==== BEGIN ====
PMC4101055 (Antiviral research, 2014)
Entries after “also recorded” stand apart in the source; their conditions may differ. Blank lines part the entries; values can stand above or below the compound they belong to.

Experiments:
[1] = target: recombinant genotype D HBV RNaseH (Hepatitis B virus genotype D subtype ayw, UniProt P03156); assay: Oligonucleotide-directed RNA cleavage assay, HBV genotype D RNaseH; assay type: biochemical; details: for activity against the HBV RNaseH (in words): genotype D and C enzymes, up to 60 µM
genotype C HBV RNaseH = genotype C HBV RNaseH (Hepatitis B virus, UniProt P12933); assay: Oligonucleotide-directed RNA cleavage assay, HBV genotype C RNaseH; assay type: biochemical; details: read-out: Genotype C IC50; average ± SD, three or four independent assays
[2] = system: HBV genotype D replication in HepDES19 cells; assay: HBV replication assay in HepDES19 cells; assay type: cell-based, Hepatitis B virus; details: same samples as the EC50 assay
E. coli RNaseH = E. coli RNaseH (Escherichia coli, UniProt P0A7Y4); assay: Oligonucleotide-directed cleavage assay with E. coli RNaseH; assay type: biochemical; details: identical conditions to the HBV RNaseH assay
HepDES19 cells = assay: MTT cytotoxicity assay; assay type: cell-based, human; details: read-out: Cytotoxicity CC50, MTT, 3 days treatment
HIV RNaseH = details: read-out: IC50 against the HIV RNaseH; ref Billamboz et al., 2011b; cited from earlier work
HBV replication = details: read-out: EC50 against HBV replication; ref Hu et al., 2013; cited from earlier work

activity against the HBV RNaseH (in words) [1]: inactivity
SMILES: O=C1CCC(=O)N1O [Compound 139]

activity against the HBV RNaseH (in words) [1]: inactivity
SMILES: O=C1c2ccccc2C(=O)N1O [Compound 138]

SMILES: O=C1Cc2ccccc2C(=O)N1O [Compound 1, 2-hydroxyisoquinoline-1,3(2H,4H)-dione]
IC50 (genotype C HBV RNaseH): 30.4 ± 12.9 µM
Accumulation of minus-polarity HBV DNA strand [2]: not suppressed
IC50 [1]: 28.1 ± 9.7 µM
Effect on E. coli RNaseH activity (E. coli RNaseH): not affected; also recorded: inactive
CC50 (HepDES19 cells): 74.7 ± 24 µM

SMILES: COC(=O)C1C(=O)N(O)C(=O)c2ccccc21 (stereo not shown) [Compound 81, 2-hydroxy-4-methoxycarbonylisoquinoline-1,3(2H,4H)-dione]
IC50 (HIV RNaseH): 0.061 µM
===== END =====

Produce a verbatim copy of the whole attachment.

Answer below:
PMC4101055 (Antiviral research, 2014)
Entries after “also recorded” stand apart in the source; their conditions may differ. Blank lines part the entries; values can stand above or below the compound they belong to.

Experiments:
[1] = target: recombinant genotype D HBV RNaseH (Hepatitis B virus genotype D subtype ayw, UniProt P03156); assay: Oligonucleotide-directed RNA cleavage assay, HBV genotype D RNaseH; assay type: biochemical; details: for activity against the HBV RNaseH (in words): genotype D and C enzymes, up to 60 µM
genotype C HBV RNaseH = genotype C HBV RNaseH (Hepatitis B virus, UniProt P12933); assay: Oligonucleotide-directed RNA cleavage assay, HBV genotype C RNaseH; assay type: biochemical; details: read-out: Genotype C IC50; average ± SD, three or four independent assays
[2] = system: HBV genotype D replication in HepDES19 cells; assay: HBV replication assay in HepDES19 cells; assay type: cell-based, Hepatitis B virus; details: same samples as the EC50 assay
E. coli RNaseH = E. coli RNaseH (Escherichia coli, UniProt P0A7Y4); assay: Oligonucleotide-directed cleavage assay with E. coli RNaseH; assay type: biochemical; details: identical conditions to the HBV RNaseH assay
HepDES19 cells = assay: MTT cytotoxicity assay; assay type: cell-based, human; details: read-out: Cytotoxicity CC50, MTT, 3 days treatment
HIV RNaseH = details: read-out: IC50 against the HIV RNaseH; ref Billamboz et al., 2011b; cited from earlier work
HBV replication = details: read-out: EC50 against HBV replication; ref Hu et al., 2013; cited from earlier work

activity against the HBV RNaseH (in words) [1]: inactivity
SMILES: O=C1CCC(=O)N1O [Compound 139]

activity against the HBV RNaseH (in words) [1]: inactivity
SMILES: O=C1c2ccccc2C(=O)N1O [Compound 138]

SMILES: O=C1Cc2ccccc2C(=O)N1O [Compound 1, 2-hydroxyisoquinoline-1,3(2H,4H)-dione]
IC50 (genotype C HBV RNaseH): 30.4 ± 12.9 µM
Accumulation of minus-polarity HBV DNA strand [2]: not suppressed
IC50 [1]: 28.1 ± 9.7 µM
Effect on E. coli RNaseH activity (E. coli RNaseH): not affected; also recorded: inactive
CC50 (HepDES19 cells): 74.7 ± 24 µM

SMILES: COC(=O)C1C(=O)N(O)C(=O)c2ccccc21 (stereo not shown) [Compound 81, 2-hydroxy-4-methoxycarbonylisoquinoline-1,3(2H,4H)-dione]
IC50 (HIV RNaseH): 0.061 µM